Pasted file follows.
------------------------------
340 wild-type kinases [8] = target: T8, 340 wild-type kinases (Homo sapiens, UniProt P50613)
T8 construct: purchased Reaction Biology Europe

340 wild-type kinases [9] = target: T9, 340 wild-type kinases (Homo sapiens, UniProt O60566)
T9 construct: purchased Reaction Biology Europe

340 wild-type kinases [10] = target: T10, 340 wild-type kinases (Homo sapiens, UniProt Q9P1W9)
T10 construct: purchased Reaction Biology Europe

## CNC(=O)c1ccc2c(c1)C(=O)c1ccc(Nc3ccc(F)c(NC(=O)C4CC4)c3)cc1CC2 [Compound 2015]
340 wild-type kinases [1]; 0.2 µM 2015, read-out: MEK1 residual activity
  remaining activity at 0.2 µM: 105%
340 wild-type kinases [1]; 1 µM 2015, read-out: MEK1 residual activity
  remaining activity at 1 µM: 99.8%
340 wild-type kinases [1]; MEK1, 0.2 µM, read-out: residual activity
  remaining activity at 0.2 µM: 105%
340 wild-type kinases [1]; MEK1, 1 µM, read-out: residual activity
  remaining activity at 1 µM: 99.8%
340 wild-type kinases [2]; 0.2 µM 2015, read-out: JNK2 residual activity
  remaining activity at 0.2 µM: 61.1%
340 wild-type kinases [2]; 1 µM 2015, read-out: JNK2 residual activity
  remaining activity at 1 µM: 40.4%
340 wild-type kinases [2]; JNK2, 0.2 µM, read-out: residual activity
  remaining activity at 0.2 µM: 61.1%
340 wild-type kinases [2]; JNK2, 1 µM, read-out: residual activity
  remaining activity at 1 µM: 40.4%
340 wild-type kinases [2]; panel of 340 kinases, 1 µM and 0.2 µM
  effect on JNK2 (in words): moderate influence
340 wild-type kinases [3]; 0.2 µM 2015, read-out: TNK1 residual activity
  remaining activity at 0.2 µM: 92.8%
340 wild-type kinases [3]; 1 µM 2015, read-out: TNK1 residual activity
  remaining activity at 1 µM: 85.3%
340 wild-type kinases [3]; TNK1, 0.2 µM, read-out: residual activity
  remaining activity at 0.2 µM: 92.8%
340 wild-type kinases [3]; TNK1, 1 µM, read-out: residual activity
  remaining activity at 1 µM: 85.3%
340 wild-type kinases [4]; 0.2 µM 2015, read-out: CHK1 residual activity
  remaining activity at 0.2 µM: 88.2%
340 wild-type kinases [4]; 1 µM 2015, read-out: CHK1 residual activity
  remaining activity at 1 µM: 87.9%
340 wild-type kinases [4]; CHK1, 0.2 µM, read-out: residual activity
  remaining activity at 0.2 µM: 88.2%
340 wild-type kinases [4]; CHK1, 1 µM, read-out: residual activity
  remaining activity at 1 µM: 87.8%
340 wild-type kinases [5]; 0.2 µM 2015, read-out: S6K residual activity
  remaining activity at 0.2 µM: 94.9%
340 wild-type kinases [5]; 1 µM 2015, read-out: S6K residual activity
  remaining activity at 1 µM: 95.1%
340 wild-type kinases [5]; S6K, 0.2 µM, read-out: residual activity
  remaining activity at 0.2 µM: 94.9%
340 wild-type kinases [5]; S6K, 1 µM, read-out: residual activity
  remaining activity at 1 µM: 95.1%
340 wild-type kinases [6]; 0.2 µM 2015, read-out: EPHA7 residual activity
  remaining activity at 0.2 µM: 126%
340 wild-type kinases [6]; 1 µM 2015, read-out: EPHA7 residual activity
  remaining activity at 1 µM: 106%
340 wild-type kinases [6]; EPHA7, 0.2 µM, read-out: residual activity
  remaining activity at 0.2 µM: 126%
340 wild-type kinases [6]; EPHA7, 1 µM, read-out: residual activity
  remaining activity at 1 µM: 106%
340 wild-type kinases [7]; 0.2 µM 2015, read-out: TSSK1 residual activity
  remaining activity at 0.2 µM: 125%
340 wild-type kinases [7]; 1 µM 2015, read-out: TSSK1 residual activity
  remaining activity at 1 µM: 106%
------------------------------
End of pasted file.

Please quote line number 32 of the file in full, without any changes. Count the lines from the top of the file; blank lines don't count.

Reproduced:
340 wild-type kinases [3]; TNK1, 1 µM, read-out: residual activity